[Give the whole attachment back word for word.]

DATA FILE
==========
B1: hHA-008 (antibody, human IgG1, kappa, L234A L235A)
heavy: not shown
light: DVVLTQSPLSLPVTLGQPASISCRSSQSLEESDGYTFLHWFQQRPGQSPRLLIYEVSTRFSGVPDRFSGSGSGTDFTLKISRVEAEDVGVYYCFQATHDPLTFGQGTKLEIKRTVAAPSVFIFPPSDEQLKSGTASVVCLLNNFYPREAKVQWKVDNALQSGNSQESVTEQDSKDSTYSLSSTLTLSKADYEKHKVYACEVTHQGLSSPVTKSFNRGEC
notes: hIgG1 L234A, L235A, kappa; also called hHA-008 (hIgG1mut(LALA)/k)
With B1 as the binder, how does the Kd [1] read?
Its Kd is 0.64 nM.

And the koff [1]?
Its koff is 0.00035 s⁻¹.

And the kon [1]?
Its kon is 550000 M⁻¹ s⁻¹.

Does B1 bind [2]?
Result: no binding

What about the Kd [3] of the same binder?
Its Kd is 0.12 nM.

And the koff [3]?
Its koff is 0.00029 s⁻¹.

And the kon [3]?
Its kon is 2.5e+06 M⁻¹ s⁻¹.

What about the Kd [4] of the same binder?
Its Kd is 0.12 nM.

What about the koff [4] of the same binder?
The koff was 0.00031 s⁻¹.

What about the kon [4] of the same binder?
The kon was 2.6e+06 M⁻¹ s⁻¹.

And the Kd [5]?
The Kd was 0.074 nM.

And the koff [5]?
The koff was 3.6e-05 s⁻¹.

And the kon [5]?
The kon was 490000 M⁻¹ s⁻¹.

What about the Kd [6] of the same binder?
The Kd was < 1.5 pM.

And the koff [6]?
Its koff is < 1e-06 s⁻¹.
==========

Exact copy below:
B1: hHA-008 (antibody, human IgG1, kappa, L234A L235A)
heavy: not shown
light: DVVLTQSPLSLPVTLGQPASISCRSSQSLEESDGYTFLHWFQQRPGQSPRLLIYEVSTRFSGVPDRFSGSGSGTDFTLKISRVEAEDVGVYYCFQATHDPLTFGQGTKLEIKRTVAAPSVFIFPPSDEQLKSGTASVVCLLNNFYPREAKVQWKVDNALQSGNSQESVTEQDSKDSTYSLSSTLTLSKADYEKHKVYACEVTHQGLSSPVTKSFNRGEC
notes: hIgG1 L234A, L235A, kappa; also called hHA-008 (hIgG1mut(LALA)/k)
With B1 as the binder, how does the Kd [1] read?
Its Kd is 0.64 nM.

And the koff [1]?
Its koff is 0.00035 s⁻¹.

And the kon [1]?
Its kon is 550000 M⁻¹ s⁻¹.

Does B1 bind [2]?
Result: no binding

What about the Kd [3] of the same binder?
Its Kd is 0.12 nM.

And the koff [3]?
Its koff is 0.00029 s⁻¹.

And the kon [3]?
Its kon is 2.5e+06 M⁻¹ s⁻¹.

What about the Kd [4] of the same binder?
Its Kd is 0.12 nM.

What about the koff [4] of the same binder?
The koff was 0.00031 s⁻¹.

What about the kon [4] of the same binder?
The kon was 2.6e+06 M⁻¹ s⁻¹.

And the Kd [5]?
The Kd was 0.074 nM.

And the koff [5]?
The koff was 3.6e-05 s⁻¹.

And the kon [5]?
The kon was 490000 M⁻¹ s⁻¹.

What about the Kd [6] of the same binder?
The Kd was < 1.5 pM.

And the koff [6]?
Its koff is < 1e-06 s⁻¹.